Image: Ice hangs from papaya tree
Joe Skipper  /  Reuters
Ice hangs from a papaya tree after homeowner Bob Parker of Palm Beach County, Fla., turned on the sprinklers in hopes of saving the fruit by insulating it with ice on Monday. staff and news service reports
updated 1/12/2010 10:27:18 AM ET 2010-01-12T15:27:18

Warmer weather is coming to the eastern U.S., but people there will first have to put up with another day of frigid temperatures.

The prolonged cold snap has been tough on Florida crops, with one farmer estimating his losses at $750,000. He says they survived a couple of the nights, but that this past weekend sort of finished them off as far as the sweet corn and green beans go.

As for oranges, the cold tends to dehydrate them, reducing their quality. A citrus grower in Avon Park, Florida, says he hopes there's no spike in grocery prices.

Another night of freezing temperatures raked citrus groves in some central areas, growers said Tuesday morning.

"I talked to several growers who had in some of their locations their coldest temperatures of this 10- or 11-day event. We saw a lot of frost," said Ray Royce, executive director of the Highlands County Citrus Growers Association in central Florida.

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"We had some problems come again out of last night. We had some areas where guys cut quite a bit of ice in fruit," said Royce, whose group represents growers in the second largest citrus-producing county in Florida.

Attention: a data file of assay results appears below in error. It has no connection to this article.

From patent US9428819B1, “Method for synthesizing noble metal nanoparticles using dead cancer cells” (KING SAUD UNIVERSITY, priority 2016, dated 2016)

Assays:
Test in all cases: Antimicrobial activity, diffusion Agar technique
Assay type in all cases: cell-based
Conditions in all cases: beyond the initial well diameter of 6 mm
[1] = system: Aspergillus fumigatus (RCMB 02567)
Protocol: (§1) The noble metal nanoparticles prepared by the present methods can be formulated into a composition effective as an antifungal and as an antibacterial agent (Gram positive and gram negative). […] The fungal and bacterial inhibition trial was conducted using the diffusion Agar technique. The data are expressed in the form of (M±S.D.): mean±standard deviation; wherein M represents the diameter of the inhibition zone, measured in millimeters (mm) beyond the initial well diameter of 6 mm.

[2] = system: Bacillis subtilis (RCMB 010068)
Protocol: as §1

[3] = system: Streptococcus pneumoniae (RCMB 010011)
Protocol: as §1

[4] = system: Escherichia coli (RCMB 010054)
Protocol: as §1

But farther south in the state, producers grouped in the Gulf Citrus Growers Association in southwest Florida appeared to have come through better.

"My speculation is that people fared better than the night before," said Roy Hamel, spokesman for the Gulf Citrus Growers group.

The National Weather Service says once the warmer weather arrives on Wednesday, temperatures should climb into the 40s. And the higher temperatures are expected to stick around through the weekend.

Cold temperatures aren't entirely unheard of in Florida, but it's unusual for them to linger this long. Monday was the 10th consecutive day of lows under 50 degrees in South Florida, just shy of a record of 13 days set in 1940.

The Associated Press and Reuters contributed to this report.

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